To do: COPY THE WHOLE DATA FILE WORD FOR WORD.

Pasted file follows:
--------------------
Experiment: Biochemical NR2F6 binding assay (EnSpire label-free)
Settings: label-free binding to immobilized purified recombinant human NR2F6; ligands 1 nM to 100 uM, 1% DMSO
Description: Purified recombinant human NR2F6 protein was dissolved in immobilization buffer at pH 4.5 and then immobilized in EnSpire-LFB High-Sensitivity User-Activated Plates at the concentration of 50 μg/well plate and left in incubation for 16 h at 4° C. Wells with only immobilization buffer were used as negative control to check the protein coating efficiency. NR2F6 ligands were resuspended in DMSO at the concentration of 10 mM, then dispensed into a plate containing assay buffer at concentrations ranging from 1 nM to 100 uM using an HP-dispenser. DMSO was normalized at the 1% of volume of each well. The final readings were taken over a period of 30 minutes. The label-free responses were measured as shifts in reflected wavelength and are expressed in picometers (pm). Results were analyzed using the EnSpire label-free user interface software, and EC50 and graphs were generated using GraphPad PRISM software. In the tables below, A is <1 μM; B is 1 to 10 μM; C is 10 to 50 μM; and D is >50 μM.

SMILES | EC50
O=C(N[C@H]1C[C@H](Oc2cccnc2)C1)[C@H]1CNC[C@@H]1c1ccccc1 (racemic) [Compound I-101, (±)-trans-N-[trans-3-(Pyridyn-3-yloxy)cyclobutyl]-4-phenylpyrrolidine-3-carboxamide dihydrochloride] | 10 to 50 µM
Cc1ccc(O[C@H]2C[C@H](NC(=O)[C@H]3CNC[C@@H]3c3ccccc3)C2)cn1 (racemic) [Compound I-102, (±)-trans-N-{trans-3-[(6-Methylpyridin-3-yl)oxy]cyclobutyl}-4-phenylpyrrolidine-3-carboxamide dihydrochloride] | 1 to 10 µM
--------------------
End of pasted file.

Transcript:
Experiment: Biochemical NR2F6 binding assay (EnSpire label-free)
Settings: label-free binding to immobilized purified recombinant human NR2F6; ligands 1 nM to 100 uM, 1% DMSO
Description: Purified recombinant human NR2F6 protein was dissolved in immobilization buffer at pH 4.5 and then immobilized in EnSpire-LFB High-Sensitivity User-Activated Plates at the concentration of 50 μg/well plate and left in incubation for 16 h at 4° C. Wells with only immobilization buffer were used as negative control to check the protein coating efficiency. NR2F6 ligands were resuspended in DMSO at the concentration of 10 mM, then dispensed into a plate containing assay buffer at concentrations ranging from 1 nM to 100 uM using an HP-dispenser. DMSO was normalized at the 1% of volume of each well. The final readings were taken over a period of 30 minutes. The label-free responses were measured as shifts in reflected wavelength and are expressed in picometers (pm). Results were analyzed using the EnSpire label-free user interface software, and EC50 and graphs were generated using GraphPad PRISM software. In the tables below, A is <1 μM; B is 1 to 10 μM; C is 10 to 50 μM; and D is >50 μM.

SMILES | EC50
O=C(N[C@H]1C[C@H](Oc2cccnc2)C1)[C@H]1CNC[C@@H]1c1ccccc1 (racemic) [Compound I-101, (±)-trans-N-[trans-3-(Pyridyn-3-yloxy)cyclobutyl]-4-phenylpyrrolidine-3-carboxamide dihydrochloride] | 10 to 50 µM
Cc1ccc(O[C@H]2C[C@H](NC(=O)[C@H]3CNC[C@@H]3c3ccccc3)C2)cn1 (racemic) [Compound I-102, (±)-trans-N-{trans-3-[(6-Methylpyridin-3-yl)oxy]cyclobutyl}-4-phenylpyrrolidine-3-carboxamide dihydrochloride] | 1 to 10 µM